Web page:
Mulan

Original Motion Picture Soundtrack

Walt Disney Records, 1998

REVIEW BY: Christopher Thelen

ORIGINALLY PUBLISHED: 06/19/1998

These days, when I listen to any Disney soundtrack, I tend to get an urge to see the movie that it is part of. I reviewed The Jungle Book a few months ago, and not long afterwards, I ended up buying the movie - which should make my friends at Walt Disney very happy with me.

In the case of Mulan, the latest release, anyone who listens to the 12 songs on this disc will want to go see the film. Undoubtedly the prettiest soundtrack for a Disney movie in some time, the songs and score capture the essence of 10th Century China without losing any links to modern day.

The story of a young girl who dresses like a man to take the place of her father in a war with the Huns, Mulan establishes a musical theme with the story quickly and effectively. From the preparation of Mulan for an eventual matchmaking, "Honor To Us All" acts as both a starting point for the story and a history lesson about the culture of the time. But Mulan wants to break free from the boundaries of her culture and society, as evidenced on "Reflection" (with vocals by Lea Salonga, best known as the singing voice of Jasmine in my_heart_sings_the_harmony_web_ad_alt_250 Aladdin).

The two songs focusing on Mulan's time in the army have both the strongest moments and the weakest on the album. Donny Osmond puts in an incredible performance on "I'll Make A Man Out Of You," a song that could easily be a hit down the road. "A Girl Worth Fighting For," a song that could easily have been applied to any army longing for female companionship, is brought down a peg or two with the singing of Harvey Fierstein - if that's what you can call it. The gravelly-voiced actor just doesn't fit in the traditional mold of a vocalist for a Disney film, and his performances tend to grate on the ears.

Another cultural lesson is learned on "A Girl Worth Fighting For," where Mulan dares to suggest that men look for a woman with intelligence and opinion, not just a good body who can cook. Unfortunately, not much has changed since then - hey, wasn't that long ago I was single, I know what it was like in the singles bars.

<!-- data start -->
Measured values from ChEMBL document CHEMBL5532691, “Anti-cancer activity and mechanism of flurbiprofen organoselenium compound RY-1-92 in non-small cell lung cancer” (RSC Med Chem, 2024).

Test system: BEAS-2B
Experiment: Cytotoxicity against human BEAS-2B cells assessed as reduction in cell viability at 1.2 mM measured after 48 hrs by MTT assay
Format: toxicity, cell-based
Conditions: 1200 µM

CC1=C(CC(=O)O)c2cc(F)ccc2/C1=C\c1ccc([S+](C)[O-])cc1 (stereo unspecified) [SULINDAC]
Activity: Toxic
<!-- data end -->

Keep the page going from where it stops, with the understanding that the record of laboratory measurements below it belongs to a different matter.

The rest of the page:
The biggest disappointment of Mulan is that there aren't more numbers with vocals; I could have easily listened to a whole album filled with songs like "Reflection". However, the score of Jerry Goldsmith is a more than fitting substitute. Goldsmith, a veteran of film scores, works his magic on Mulan - and makes a strong argument that such music could easily be considered classical music.

The film's closing song, "True To Your Heart," doesn't seem to fit the mood of the rest of the album with its r&b flavor, but 98° and Stevie Wonder do create an entertaining track that is sure to be a successful single. Likewise, relative newcomer Christina Aguilera does a solid job on her single version of "Reflection".

Prior to listening to this soundtrack, I honestly don't think I would have been interested in seeing Mulan in the theater; it's been a very long time since I took myself to see a Disney movie. However, after hearing the soundtrack, I am very curious to see how the film interacts with the music, and will most likely be in line soon with my two-year-old - that is, as long as she's quiet during the film.

Mulan is easily the best soundtrack Disney's created since The Lion King, and is a disc that will entertain the listener (as well as educate them if they're careful). If this album is any indication of how the film is, this could be another masterpiece.

Rating: A-

User Rating: Not Yet Rated


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© 1998 Christopher Thelen and The Daily Vault. All rights reserved. Review or any portion may not be reproduced without written permission. Cover art is the intellectual property of Walt Disney Records, and is used for informational purposes only.